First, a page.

S: The inspiration came after reading an article on the eruption of Tambora in 1815, which led to a series of worldwide events, such as hunger, floods and drought, causing millions to succumb due to this particular event. I delved deeper into the matter and eventually this became the lyrical background for the song “Apocalyptic Wrath”. Inspired by the massive scale of this natural disaster, I started to explore other historical events resulting in the massive demise of men and came to the theory of a stronger force pursuing the destruction of man – either through the forces of nature or through the violent nature of mankind itself…

Without entrusting your music mainly on the Norse driven Black Metal, “To Fathom the Master's Grand Design”, upon its brutish attitude and approach, has a fine share of diversity. Would you say that Horned Almighty made an important step in its musical evolution through this release in particular?

Bjørn: Well yes. We actually ventured quite a bit outside our normal comfort zone this time around. Adding a bit of both piano, keyboards, semi-clean guitars, spoken word and so on. Also, quite a few of the tracks are longer than we have ever done before, with unorthodox arrangements, at least when you compare it to a lot of our material on earlier albums. You can definitely hear that it is Horned Almighty, but there is more atmosphere on this album and in general more of everything. This album contains both the fastest, angriest parts, as well as the slowest, heaviest parts we have ever created, as well as everything in between.

What do you think were the key changes, or upgrades, within “To Fathom the Master's Grand Design”, in comparison to your previous work?

Bjørn: Our bass player Haxen actually provided the skeleton for two of the songs on TFTMGD. That's the first time in 10 years that anyone else has contributed more than a riff here or there. Historically, I have always written the majority of the music, so having someone else contribute was refreshing. Another thing is that it was a conscious decision to stray from our formula, in order to challenge ourselves. AC/DC is fine with doing the same thing over and over again, but we needed to try new things this time around to make it interesting for ourselves.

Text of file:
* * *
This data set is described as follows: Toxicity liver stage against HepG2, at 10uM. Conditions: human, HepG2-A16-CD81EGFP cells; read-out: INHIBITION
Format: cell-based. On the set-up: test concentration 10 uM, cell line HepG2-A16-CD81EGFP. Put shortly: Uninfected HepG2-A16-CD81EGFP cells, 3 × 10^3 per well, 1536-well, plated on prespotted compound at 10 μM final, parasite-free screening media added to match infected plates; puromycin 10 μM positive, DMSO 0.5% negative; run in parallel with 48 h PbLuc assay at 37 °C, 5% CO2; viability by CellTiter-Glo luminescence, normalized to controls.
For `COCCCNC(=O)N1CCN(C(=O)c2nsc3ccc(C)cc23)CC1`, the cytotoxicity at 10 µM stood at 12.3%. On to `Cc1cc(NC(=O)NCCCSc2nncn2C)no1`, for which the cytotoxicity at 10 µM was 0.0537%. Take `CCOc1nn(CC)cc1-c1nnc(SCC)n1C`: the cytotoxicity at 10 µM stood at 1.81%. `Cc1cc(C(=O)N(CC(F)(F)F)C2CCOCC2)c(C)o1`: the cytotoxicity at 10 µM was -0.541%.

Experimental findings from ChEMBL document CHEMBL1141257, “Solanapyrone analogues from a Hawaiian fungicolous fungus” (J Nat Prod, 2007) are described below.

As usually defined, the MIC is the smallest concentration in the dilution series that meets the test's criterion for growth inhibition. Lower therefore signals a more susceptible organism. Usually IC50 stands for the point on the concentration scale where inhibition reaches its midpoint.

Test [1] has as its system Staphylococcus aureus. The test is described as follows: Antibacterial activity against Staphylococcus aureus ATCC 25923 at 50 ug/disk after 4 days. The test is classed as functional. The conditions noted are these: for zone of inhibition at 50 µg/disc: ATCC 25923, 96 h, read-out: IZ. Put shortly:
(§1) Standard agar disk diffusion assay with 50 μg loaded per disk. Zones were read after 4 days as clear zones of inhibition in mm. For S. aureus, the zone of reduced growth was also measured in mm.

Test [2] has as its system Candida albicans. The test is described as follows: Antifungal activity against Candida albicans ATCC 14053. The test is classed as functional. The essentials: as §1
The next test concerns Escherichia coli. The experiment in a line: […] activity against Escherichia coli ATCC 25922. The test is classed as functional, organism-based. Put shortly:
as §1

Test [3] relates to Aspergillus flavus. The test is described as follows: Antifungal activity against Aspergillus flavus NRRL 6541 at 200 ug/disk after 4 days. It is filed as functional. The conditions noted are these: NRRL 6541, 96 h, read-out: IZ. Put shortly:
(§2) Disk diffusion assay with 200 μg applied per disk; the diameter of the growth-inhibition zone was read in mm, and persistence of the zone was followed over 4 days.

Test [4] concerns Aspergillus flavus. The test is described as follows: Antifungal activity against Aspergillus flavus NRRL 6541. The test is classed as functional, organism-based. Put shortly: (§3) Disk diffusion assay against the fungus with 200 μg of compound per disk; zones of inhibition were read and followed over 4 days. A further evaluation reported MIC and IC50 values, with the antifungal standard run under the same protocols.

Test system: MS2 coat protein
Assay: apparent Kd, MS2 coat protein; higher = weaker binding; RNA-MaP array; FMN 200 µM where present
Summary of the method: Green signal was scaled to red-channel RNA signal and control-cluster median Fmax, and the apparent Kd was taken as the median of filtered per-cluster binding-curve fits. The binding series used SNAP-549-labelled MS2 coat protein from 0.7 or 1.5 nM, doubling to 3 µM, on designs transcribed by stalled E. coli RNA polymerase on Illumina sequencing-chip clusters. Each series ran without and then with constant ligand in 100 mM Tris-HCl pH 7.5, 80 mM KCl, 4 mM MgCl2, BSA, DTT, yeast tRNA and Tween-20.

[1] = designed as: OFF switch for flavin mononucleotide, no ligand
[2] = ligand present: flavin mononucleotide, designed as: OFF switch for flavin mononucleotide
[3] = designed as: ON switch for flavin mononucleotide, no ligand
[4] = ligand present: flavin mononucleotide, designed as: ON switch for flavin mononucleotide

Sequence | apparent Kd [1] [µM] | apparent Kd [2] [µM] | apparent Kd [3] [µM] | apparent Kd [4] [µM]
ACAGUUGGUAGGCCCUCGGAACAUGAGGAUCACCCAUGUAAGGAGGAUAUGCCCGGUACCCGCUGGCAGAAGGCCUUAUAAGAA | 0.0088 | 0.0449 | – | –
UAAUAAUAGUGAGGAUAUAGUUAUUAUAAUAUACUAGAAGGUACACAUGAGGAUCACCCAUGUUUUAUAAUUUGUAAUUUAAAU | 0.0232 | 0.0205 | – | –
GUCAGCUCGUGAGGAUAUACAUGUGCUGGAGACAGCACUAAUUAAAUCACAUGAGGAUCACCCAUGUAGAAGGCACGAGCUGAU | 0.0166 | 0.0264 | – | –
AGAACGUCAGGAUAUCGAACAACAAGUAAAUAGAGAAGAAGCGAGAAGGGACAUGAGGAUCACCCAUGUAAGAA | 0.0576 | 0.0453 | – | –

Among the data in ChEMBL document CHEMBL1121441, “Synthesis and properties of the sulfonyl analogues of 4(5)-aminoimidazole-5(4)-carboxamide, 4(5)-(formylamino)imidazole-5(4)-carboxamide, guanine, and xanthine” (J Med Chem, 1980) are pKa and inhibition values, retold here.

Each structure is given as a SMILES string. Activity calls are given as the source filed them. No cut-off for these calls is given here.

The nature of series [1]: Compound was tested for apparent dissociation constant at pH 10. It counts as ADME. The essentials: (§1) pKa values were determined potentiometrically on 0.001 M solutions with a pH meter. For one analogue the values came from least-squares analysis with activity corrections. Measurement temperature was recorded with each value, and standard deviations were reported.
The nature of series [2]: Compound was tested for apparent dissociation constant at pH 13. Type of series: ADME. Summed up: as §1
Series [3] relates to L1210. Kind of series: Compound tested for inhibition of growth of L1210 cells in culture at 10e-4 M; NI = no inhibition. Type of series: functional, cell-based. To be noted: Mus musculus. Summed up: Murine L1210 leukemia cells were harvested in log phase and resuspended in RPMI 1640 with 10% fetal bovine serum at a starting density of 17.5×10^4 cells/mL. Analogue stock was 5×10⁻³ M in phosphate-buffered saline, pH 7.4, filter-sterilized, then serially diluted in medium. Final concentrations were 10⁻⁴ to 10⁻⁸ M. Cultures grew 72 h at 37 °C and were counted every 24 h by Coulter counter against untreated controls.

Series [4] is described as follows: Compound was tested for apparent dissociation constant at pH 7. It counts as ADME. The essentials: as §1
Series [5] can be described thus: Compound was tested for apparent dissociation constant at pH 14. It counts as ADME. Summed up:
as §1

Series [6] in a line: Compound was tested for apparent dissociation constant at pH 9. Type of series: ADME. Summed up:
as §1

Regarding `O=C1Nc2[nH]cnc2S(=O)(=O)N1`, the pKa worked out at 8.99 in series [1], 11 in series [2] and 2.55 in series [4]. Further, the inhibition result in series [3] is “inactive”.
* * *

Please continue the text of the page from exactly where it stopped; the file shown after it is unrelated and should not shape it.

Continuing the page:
While writing the music, what generated your motivation to come up with a one hell of a violent onslaught? Was merely anger or was it you simply trying to integrate the music with the lyrical content?

Bjørn: Honestly, I knew the general idea for the album theme, but didn't read the lyrics before putting together the booklet for the CD and LP. Angry, obscene and violent music is what we do, so nothing new there, just a few new twists and turns. The most violent song, the opening track "Violent Cosmology" was in fact written at 4:30 in the morning on the day of our last rehearsal, before going into the studio to record the album.